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A Penn student walks down a mostly empty Locust Walk on Mar. 14.

Credit: Ezra Troy

Last April, Daily Pennsylvanian photographers documented what campus looked like in comparison to previous years. Flowers and greenery bloomed to a campus that had been evacuated one month prior. This March, our photographers revisited some of the same spots around campus to see what has changed. Although students returned to campus this January, many common meeting spots and winding walkways remain largely empty — especially given the winter weather. 

While the Penn community continues to learn virtually after one year of the pandemic closing down campus, a return to campus normalcy is in sight as the University plans for in-person instruction this fall and will hold an in-person commencement for the Class of 2021 this May. 

Students can eat and study at the 1920 Commons Starbucks outdoor patio, though now some of the tables are marked off with yellow tape to encourage social distancing.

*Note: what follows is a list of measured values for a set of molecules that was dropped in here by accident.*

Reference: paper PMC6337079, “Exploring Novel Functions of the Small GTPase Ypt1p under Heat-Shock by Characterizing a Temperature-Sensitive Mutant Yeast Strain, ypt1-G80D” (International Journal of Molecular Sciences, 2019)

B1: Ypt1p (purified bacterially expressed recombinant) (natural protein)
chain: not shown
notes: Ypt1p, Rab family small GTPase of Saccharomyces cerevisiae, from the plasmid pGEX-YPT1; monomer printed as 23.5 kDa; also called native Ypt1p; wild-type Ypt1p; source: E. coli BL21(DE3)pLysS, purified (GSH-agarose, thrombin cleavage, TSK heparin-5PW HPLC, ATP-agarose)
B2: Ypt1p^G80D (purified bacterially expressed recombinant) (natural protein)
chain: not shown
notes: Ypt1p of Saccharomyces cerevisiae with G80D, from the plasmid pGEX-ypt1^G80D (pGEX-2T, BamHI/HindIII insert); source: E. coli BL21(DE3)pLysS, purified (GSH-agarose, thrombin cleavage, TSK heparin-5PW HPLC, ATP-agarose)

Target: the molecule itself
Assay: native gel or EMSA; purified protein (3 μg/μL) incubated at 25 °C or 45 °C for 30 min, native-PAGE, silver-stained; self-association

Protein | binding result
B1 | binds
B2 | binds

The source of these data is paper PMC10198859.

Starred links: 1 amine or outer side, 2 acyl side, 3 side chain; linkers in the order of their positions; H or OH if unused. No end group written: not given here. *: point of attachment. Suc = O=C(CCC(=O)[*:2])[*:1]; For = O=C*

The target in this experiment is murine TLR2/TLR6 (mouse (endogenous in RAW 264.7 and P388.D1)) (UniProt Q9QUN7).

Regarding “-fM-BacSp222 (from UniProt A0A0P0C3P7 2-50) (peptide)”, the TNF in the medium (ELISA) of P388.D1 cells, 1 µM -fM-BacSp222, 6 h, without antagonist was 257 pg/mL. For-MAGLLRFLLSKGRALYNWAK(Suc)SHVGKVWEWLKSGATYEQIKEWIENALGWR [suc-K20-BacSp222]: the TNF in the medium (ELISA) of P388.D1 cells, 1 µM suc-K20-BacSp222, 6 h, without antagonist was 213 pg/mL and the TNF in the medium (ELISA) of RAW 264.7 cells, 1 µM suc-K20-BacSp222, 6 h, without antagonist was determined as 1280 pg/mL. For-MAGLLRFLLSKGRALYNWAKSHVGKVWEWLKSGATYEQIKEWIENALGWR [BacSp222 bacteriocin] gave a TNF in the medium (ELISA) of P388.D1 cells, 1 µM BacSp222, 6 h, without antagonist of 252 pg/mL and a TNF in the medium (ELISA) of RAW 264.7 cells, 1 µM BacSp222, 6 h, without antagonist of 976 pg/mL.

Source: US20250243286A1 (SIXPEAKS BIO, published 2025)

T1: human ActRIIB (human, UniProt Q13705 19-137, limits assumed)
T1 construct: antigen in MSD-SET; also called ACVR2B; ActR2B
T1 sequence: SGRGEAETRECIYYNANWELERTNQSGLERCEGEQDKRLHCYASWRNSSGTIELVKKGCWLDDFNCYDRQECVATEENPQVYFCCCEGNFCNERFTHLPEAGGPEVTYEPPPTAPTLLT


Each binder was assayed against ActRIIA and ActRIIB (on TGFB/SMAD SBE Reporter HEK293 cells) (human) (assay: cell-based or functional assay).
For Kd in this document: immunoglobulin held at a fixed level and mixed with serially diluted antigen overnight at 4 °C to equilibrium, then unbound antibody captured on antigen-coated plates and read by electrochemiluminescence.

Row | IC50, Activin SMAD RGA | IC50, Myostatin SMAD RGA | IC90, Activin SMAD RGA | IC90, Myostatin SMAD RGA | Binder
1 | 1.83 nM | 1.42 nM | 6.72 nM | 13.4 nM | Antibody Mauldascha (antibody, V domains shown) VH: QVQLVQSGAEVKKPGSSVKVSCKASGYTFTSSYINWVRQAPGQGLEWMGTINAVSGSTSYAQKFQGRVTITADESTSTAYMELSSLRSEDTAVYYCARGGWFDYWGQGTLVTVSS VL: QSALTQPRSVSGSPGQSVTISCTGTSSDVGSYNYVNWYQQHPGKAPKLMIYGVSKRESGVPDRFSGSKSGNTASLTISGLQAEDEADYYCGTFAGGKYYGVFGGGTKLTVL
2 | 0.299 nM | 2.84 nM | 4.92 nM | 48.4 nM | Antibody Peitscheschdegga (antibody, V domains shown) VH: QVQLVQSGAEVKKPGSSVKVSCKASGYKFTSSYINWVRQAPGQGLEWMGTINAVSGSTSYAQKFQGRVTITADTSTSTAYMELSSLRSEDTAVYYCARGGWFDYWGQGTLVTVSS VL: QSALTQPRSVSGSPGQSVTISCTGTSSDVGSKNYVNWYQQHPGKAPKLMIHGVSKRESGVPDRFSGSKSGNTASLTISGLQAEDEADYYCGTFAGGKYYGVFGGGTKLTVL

1920 Commons, Hill House, and Lauder College House dining halls reopened for limited capacity indoor dining on March 8. Many students still opt to take their food to-go with blue reusable bags provided by Penn Dining.

A tent has been set up on Penn Commons to give students a shady spot to study and eat as the weather gets warmer.

Construction on Stuart Weitzman Plaza was completed in Oct. 2020, providing new benches just outside the Stuart Weitzman School of Design for people to relax.

Signs for the Penn Cares initiative line the sides of Locust Walk, reminding community members to wear a mask, social distance, and practice handwashing.

Hey Day, a Penn tradition that celebrates juniors becoming seniors each spring and culminates at College Hall, has been canceled for the second year in a row.

On warm-weather days, students take to High Rise Field to picnic, relax with friends, and exercise. The north side of the field is taken up, however, by the DuBois/Rodin Field COVID-19 testing site tent.

The Perelman Quadrangle steps have continued to sit relatively empty.  

With plans for in-person instruction for the upcoming fall semester, there's promise that the College Green walkways will once again be full of students moving from class to class.